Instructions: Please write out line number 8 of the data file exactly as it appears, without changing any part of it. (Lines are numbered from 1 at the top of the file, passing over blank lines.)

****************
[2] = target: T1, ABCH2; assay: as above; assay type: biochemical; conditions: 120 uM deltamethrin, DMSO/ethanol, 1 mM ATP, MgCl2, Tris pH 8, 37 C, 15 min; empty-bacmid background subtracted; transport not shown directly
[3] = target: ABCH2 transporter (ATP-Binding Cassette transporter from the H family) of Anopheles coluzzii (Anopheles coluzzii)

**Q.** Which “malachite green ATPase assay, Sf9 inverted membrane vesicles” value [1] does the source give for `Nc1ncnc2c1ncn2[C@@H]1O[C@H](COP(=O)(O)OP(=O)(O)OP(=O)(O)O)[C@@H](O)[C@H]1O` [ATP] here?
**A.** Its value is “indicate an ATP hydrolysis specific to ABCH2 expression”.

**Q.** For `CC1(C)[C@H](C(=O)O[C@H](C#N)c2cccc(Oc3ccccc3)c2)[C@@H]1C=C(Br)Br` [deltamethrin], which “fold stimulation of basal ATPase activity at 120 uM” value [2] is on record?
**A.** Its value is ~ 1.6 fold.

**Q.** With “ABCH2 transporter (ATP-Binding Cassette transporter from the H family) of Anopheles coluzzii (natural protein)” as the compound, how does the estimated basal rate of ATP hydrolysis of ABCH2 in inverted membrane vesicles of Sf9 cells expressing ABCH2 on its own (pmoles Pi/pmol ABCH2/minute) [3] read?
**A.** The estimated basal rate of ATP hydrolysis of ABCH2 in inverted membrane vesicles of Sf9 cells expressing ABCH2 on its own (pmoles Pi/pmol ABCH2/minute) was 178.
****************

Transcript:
**A.** The estimated basal rate of ATP hydrolysis of ABCH2 in inverted membrane vesicles of Sf9 cells expressing ABCH2 on its own (pmoles Pi/pmol ABCH2/minute) was 178.